Monday, March 15, 2010

Thoughts on My Ideal Bicycles and Bicycling

This is my reply to some recent comments by online friends regarding what constitutes an ideal bicycle. First of all let me say that right here that I have no money, no room, and do not have the energy nor desire to start another project. All I want is for spring to come so I can ride my bicycles in warm sunshine.

Echelon says that the blue Galmozzi has my name written all over it.Maybe, maybe not. Vlad Luskin, who owned them both and has seen them side by side, says he thinks the Rooster is prettier than my silver McLean. To his eye it does. We may have different aesthetic ideals. While the Galmozzi is striking, to me it's just a very pretty old Italian bicycle. Honestly, my heart is with American built frames of the Campagnolo Super Record era, or if newer, still with solid subtle colors, and the classic lines, materials and methods of 1980. Bicycle components became perfect and complete for one cycle of their development at about the time that Tullio Campagnolo died in 1983. After that Shimano and other players forced Campagnolo to rethink it's business plan and the era of indexing shifting from the brakehoods began. It turned bicycles into an arms race of more gears and lighter weight. While that's a fine thing, I do not relate to any of it.

It's an age issue. We had friends over last Saturday evening (so the hockey game had to be muted). Duane is a bow hunter - an older bow hunter. He shoots custom made wooden arrows that look like miniature fletched pool cues. He launches these feathered missiles with a handmade laminated wood longbow. A reflex compound bow shooting carbon fiber arrows would be more efficient. That not his goal.

Dexter, a sometime commenter here, before he fell in with literary types, in a past life was a member of the PGA. It was the family business. He seldom plays golf now, but when he does he plays with his father's hickory shaft clubs with heads that are made of persimmon (?). He plays two balls, his and one for his father. The lowest score possible is not the point.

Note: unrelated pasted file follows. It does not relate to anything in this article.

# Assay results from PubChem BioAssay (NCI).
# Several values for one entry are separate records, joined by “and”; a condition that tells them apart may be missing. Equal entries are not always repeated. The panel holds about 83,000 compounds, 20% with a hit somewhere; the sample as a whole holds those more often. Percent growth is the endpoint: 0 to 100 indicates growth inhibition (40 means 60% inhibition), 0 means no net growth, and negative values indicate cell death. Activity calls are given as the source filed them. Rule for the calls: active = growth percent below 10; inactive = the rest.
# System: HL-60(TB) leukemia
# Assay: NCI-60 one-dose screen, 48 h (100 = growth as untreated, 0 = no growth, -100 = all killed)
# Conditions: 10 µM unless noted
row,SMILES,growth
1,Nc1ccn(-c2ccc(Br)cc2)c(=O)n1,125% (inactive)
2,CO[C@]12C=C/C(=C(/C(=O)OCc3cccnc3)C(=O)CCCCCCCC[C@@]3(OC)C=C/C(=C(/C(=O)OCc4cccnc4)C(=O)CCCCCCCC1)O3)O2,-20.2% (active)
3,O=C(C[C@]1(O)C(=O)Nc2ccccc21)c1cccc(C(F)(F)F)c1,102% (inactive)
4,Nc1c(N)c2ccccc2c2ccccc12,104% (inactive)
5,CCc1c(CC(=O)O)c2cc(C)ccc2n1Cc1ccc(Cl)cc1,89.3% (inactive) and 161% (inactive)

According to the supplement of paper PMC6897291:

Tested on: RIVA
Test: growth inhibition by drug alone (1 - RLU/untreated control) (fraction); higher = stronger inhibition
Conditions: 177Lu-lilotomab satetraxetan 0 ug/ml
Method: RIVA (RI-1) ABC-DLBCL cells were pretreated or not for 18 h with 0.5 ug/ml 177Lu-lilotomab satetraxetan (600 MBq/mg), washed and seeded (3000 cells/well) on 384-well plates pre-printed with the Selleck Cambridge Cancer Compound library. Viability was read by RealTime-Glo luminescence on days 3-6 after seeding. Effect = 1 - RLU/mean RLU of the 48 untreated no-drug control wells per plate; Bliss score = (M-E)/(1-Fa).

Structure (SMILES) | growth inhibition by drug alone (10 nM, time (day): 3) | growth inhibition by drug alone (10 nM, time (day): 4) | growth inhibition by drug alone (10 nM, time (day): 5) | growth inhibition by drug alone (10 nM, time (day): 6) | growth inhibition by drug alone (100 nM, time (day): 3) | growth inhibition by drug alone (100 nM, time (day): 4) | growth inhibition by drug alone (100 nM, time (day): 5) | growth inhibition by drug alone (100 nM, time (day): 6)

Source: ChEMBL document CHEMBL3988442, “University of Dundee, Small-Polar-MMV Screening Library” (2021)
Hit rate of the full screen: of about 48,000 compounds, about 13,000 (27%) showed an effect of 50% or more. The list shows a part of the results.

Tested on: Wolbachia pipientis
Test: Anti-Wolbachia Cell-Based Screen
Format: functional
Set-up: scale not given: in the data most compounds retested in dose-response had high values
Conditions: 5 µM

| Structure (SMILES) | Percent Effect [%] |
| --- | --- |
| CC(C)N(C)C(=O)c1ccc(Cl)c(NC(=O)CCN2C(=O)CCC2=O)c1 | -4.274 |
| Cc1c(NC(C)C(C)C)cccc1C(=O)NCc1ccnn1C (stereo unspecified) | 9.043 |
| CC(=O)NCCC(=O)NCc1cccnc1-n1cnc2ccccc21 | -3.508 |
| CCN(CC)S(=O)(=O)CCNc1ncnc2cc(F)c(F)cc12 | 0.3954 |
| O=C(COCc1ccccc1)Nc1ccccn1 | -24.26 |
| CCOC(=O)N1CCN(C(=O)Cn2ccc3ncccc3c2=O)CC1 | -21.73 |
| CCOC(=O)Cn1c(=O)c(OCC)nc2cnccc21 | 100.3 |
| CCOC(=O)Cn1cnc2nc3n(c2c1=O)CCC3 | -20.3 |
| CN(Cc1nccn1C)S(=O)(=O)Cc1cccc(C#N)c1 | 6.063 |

Young people are often looking for the next great thing. At some point in our lives some of us become old fogies. We don't care if we catch the biggest trout, kill every deer, win every sprint. We enjoy dropping a handtied fly perfectly at the head of a pool, dropping two golf balls within a foot of each other, timing our shifts cleanly. Time has forced us to appreciate the process rather than the result..


Doug said...

I must be older than my years, or else I'm catching up, but I can really relate to this post.

Anonymous said...

I do have a long history with all of this stuff, and love it, but . . . slightly wacky. it's ok though, stick to your guns!

Mimbres Man said...

I can relate too. My bikes are sort of apples to your oranges, but still I can relate.

In 2008 I rode my original 1981 Univega Gran Turismo on the Katy Trail across Missouri. It took a little dusting off and some repair, but we were able to find some new Japanese parts of the same era (a new Suzi rear hub since the original was cracked from heavy use). The original Suntour friction still worked great! It was a bit strange going back to the wide spacing of the friction 5-speed, and the half-step gearing, but I enjoyed it. I enjoyed using the downtube shifters and finding the right gear for the grade and speed I was traveling. The simplicity of it was need to evolve any further.

I got sucked into index shifting with my second mountain bike (1988). My first mtn bike (1986) had 5-speed Suntour friction. I probably enjoyed that bike the most, more than any of my subsequent mtn bikes.

Gunnar Berg said...

I was giving this a once over edit when Lorna threw me off and did some of her book club things, which smack of lesson plans to me. So's it's a little different.

mw, 'stick to your guns" sounds like I'd defend any of this. I won't.

reverend dick said...

I guess I came to the party late. I started riding in college because the other guys on the crew team rode mountain bikes, and it was the thing. I got hooked on the bikes and while the crew fell away (it's hard to maintain the involvement in rowing there's a lot of logistics)the bike stayed. 1989.

Mountain bikes were, from the beginning, about the next big improvement. It is still happening but there are stirrings of simplicity and elegance there now. Singlespeeds and such. Because of my starting place, my views on road bikes have been similar.

My views on bikes now are: while I appreciate (my view of) a fine aesthetic what REALLY counts for me is the riding of the bike. The actual ride, being on the bike and going. Even a shitty bike can be a fun ride.

Anonymous said...

Here here.
Allan Pollock

Anonymous said...

Old Fogey, indeed. It's why all my bikes are steel, and why I still present flies via bamboo to largely disinterested trout.

BTW..the by-and-large panning of your musical tastes counfound me. As a lover and listener of what I for lack of a better term lable Indigenous American Music, I think your ear and palate are pretty dang good. The music posts will be missed. Slices of life from the "Old, Weird America" get harder to find every day.


Rick M.

Gunnar Berg said...

I'll still post a little music. Most of the grumbling came from my brother-in-law Larry, who likes Neal Diamond singing Sweet Caroline. While that is probably fine music, it's just not what I like.